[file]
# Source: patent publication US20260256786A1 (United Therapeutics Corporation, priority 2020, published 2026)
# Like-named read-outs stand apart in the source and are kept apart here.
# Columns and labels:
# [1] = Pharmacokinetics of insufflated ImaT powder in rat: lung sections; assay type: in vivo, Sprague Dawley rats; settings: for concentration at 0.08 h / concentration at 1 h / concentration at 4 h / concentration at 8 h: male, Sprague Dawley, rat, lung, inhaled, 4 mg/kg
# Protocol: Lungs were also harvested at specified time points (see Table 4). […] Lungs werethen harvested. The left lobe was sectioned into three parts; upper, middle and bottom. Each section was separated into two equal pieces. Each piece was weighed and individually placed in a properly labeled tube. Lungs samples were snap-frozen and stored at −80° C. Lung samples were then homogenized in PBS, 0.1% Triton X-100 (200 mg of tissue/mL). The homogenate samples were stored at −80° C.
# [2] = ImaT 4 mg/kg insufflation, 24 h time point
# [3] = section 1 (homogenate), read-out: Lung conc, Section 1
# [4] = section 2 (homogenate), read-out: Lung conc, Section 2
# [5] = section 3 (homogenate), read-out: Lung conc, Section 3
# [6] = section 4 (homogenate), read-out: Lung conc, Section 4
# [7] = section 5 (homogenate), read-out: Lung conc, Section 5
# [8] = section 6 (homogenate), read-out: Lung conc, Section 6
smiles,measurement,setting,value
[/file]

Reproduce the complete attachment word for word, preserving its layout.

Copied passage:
# Source: patent publication US20260256786A1 (United Therapeutics Corporation, priority 2020, published 2026)
# Like-named read-outs stand apart in the source and are kept apart here.
# Columns and labels:
# [1] = Pharmacokinetics of insufflated ImaT powder in rat: lung sections; assay type: in vivo, Sprague Dawley rats; settings: for concentration at 0.08 h / concentration at 1 h / concentration at 4 h / concentration at 8 h: male, Sprague Dawley, rat, lung, inhaled, 4 mg/kg
# Protocol: Lungs were also harvested at specified time points (see Table 4). […] Lungs werethen harvested. The left lobe was sectioned into three parts; upper, middle and bottom. Each section was separated into two equal pieces. Each piece was weighed and individually placed in a properly labeled tube. Lungs samples were snap-frozen and stored at −80° C. Lung samples were then homogenized in PBS, 0.1% Triton X-100 (200 mg of tissue/mL). The homogenate samples were stored at −80° C.
# [2] = ImaT 4 mg/kg insufflation, 24 h time point
# [3] = section 1 (homogenate), read-out: Lung conc, Section 1
# [4] = section 2 (homogenate), read-out: Lung conc, Section 2
# [5] = section 3 (homogenate), read-out: Lung conc, Section 3
# [6] = section 4 (homogenate), read-out: Lung conc, Section 4
# [7] = section 5 (homogenate), read-out: Lung conc, Section 5
# [8] = section 6 (homogenate), read-out: Lung conc, Section 6
smiles,measurement,setting,value